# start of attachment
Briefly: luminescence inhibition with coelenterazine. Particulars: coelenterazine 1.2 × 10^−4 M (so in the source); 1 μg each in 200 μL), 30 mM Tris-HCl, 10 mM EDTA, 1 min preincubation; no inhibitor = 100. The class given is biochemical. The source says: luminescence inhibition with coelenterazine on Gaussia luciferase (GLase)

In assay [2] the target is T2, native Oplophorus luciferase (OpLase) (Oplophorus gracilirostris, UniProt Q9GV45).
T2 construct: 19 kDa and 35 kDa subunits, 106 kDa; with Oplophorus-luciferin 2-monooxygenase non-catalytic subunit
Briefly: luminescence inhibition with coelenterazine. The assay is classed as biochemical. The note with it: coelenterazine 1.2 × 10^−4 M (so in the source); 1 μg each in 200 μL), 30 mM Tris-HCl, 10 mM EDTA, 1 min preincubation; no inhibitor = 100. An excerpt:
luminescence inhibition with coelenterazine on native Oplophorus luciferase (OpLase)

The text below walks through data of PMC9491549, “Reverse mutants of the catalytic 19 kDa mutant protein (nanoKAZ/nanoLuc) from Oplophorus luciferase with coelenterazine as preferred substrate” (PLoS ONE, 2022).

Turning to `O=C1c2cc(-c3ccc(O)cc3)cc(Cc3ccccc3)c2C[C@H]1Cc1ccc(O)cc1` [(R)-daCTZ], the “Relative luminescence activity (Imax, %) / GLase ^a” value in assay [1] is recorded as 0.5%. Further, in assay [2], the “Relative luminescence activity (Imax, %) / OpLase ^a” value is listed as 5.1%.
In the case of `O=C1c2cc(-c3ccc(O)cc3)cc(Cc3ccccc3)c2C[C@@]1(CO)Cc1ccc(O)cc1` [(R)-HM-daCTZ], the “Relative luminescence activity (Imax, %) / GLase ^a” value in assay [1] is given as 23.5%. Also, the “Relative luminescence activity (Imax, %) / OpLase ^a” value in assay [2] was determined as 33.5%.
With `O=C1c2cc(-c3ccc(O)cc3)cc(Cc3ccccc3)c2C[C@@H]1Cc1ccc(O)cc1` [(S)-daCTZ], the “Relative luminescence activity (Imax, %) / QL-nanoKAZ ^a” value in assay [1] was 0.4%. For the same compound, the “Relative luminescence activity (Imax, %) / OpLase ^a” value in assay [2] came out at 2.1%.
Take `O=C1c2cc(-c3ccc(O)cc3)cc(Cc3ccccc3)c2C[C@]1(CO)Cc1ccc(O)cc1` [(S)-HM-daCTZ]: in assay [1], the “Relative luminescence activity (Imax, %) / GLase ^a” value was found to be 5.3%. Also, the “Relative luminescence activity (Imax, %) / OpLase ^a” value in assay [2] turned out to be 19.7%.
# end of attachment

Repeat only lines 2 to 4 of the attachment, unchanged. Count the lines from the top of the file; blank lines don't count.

In assay [2] the target is T2, native Oplophorus luciferase (OpLase) (Oplophorus gracilirostris, UniProt Q9GV45).
T2 construct: 19 kDa and 35 kDa subunits, 106 kDa; with Oplophorus-luciferin 2-monooxygenase non-catalytic subunit
Briefly: luminescence inhibition with coelenterazine. The assay is classed as biochemical. The note with it: coelenterazine 1.2 × 10^−4 M (so in the source); 1 μg each in 200 μL), 30 mM Tris-HCl, 10 mM EDTA, 1 min preincubation; no inhibitor = 100. An excerpt: